City To Not Challenge Overturned Use Variance

The city of Jamestown has decided not to challenge a ruling by the Appellate Division Fourth Judicial Department of the state Supreme Court regarding a use variance granted for the Sheldon House. P-J file photo by Dennis Phillips

In a Zoning Board meeting Monday, Jamestown mayor Sam Teresi said the city will not challenge a recent ruling by the Appellate Division Fourth Judicial Department of the state Supreme Court in Rochester that overturned a use variance granted by the city Zoning Board in May 2016 to Lynn Development and Jamestown Community College for the Sheldon House.

The mayor said he will not second guess the ruling from any board who has weighed in on the Sheldon House case, whether it is the city Zoning Board, state Supreme Court Judge Frank Sedita III, who upheld the city Zoning Board’s decision, or the state Appellate Division.

Teresi said he will be paying attention to what happens to the Sheldon House as the process continues to find a new owner.

“We have the utmost regard and concern for that property,” he said.

The Sheldon House court case started in May 2016 when the city Zoning Board approved a use variance to allow for business offices at 9 Falconer St., which is located in a single-family residential zone. The zoning variance was necessary to clear the way for Lynn Development to purchase the Sheldon House from Jamestown Community College.

In January 2016, the Jamestown Community College Board of Trustees approved a proposal from Lynn Development to purchase the Sheldon House. Before the $240,000 sale could be finalized, the city Zoning Board had to approve the use variance to allow Lynn Development to renovate the Sheldon House into office space.

Following the city Zoning Board’s decision in May 2016, three local residents, Paul Leone, Dr. Ann Servoss and Timothy Mills, opposed the use of the Sheldon House for business use. Leone, along with his wife, Servoss, who live on Lakeview Avenue, and Mills, who lives on Falconer Street, appealed the use variance to the state Supreme Court in Mayville. In August 2016, Judge Sedita dismissed the appeal, upholding the city Zoning Board’s use variance.

Following the dismissal by the state Supreme Court, the local residents appealed the decision to the state Appellate Division, who ruled earlier this month against the city Zoning Board’s use variance. According to the Appellate Division’s ruling, JCC and Lynn Development failed to present any evidence to the city Zoning Board that satisfies the first variance request requirement of unnecessary hardship. This meant JCC and Lynn Development did not prove they could not realize a reasonable return on the property by any conforming use.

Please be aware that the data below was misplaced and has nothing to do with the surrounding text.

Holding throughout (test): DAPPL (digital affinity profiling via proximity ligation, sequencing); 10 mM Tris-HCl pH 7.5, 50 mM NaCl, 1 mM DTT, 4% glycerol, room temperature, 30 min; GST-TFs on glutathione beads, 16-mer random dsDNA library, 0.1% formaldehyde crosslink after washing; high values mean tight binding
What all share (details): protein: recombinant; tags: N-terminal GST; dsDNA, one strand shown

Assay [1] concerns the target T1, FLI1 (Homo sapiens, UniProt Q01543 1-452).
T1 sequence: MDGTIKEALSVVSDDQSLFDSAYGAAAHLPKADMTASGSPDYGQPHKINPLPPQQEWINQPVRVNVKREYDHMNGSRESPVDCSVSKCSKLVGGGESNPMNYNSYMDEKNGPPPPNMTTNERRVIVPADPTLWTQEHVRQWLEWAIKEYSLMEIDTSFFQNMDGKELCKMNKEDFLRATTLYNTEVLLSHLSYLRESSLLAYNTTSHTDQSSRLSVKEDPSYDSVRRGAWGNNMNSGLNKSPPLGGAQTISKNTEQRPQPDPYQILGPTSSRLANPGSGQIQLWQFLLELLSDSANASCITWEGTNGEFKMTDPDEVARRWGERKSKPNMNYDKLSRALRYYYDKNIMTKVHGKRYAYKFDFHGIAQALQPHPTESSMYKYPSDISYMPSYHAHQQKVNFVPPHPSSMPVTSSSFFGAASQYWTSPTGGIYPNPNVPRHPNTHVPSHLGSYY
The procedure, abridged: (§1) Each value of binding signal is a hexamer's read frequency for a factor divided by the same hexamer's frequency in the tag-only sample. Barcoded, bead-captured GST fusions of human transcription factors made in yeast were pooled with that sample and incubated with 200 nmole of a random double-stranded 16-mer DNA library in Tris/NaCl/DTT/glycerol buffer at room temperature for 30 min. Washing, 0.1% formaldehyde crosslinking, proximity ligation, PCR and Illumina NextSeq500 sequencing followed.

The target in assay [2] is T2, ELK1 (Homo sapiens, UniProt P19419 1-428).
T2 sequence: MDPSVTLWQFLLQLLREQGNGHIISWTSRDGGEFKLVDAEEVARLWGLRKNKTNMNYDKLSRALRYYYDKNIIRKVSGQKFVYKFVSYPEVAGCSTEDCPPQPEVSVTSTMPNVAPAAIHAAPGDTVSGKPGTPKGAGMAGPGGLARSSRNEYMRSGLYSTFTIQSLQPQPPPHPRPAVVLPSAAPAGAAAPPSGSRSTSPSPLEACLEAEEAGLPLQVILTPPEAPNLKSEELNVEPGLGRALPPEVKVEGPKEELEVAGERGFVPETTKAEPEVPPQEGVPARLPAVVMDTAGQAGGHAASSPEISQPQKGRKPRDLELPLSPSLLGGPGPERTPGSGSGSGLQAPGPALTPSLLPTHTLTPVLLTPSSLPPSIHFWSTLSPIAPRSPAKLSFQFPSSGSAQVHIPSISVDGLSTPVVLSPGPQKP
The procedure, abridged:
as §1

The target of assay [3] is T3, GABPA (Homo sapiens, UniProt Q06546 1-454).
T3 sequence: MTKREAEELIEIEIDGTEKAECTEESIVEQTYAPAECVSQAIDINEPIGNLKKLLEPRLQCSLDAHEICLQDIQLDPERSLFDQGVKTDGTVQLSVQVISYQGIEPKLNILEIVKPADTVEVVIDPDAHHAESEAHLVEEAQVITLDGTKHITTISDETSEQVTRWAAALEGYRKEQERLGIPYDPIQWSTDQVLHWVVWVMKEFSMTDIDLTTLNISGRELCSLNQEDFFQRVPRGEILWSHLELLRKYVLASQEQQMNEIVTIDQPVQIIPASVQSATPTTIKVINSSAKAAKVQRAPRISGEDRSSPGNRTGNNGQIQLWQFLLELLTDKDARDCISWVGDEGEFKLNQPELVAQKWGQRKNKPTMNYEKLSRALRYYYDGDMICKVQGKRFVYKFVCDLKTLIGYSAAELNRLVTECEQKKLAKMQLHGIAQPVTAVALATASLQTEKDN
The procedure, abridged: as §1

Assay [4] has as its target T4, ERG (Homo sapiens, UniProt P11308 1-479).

Following the Appellate Division’s ruling, Jason Spain, Lynn Development president and chief executive officer, said in a news release sent to The Post-Journal that they will no longer try to acquire the Sheldon House to turn it into their corporate headquarters. Lynn Development is currently located at 301 E. Second St., Jamestown.

The Sheldon House was built as a residence in 1869 and was later rebuilt in 1925. In 1977, the Sheldon House was given to the college by Julia Sheldon Livengood and has since been used to host many guests of the college, events and programs of both the college and the community.

In other Zoning Board business, there are two new members on the city Zoning Board of Appeals. On Monday, Jamestown City Council approved adding Peter Larson and Todd Thomas to the Zoning Board, each for a three-year term. The two new members will be replacing David Daversa and Robert Karbacka.

Teresi said the reason city officials needed to approve two new members is because Daversa moved out of the city and Karbacka was no longer able to attend meetings regularly. Teresi said both new members are local attorneys and the Zoning Board will benefit from their knowledge of the law.

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